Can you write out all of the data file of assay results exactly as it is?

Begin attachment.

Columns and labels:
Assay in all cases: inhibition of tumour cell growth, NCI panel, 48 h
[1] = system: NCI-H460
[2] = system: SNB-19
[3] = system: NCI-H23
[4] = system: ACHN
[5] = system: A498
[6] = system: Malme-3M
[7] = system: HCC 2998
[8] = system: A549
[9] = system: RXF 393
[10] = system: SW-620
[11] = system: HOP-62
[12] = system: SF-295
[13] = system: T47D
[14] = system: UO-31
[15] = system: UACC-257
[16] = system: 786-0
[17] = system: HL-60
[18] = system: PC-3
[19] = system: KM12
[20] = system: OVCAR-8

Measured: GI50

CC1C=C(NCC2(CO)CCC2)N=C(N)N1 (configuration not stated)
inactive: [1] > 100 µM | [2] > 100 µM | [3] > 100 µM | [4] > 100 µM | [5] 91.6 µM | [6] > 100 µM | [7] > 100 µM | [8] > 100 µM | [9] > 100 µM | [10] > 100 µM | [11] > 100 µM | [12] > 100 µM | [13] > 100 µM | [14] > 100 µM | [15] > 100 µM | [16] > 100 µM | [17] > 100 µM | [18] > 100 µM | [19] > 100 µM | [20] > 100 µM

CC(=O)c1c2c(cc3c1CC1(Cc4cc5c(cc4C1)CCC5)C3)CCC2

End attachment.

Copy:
Columns and labels:
Assay in all cases: inhibition of tumour cell growth, NCI panel, 48 h
[1] = system: NCI-H460
[2] = system: SNB-19
[3] = system: NCI-H23
[4] = system: ACHN
[5] = system: A498
[6] = system: Malme-3M
[7] = system: HCC 2998
[8] = system: A549
[9] = system: RXF 393
[10] = system: SW-620
[11] = system: HOP-62
[12] = system: SF-295
[13] = system: T47D
[14] = system: UO-31
[15] = system: UACC-257
[16] = system: 786-0
[17] = system: HL-60
[18] = system: PC-3
[19] = system: KM12
[20] = system: OVCAR-8

Measured: GI50

CC1C=C(NCC2(CO)CCC2)N=C(N)N1 (configuration not stated)
inactive: [1] > 100 µM | [2] > 100 µM | [3] > 100 µM | [4] > 100 µM | [5] 91.6 µM | [6] > 100 µM | [7] > 100 µM | [8] > 100 µM | [9] > 100 µM | [10] > 100 µM | [11] > 100 µM | [12] > 100 µM | [13] > 100 µM | [14] > 100 µM | [15] > 100 µM | [16] > 100 µM | [17] > 100 µM | [18] > 100 µM | [19] > 100 µM | [20] > 100 µM

CC(=O)c1c2c(cc3c1CC1(Cc4cc5c(cc4C1)CCC5)C3)CCC2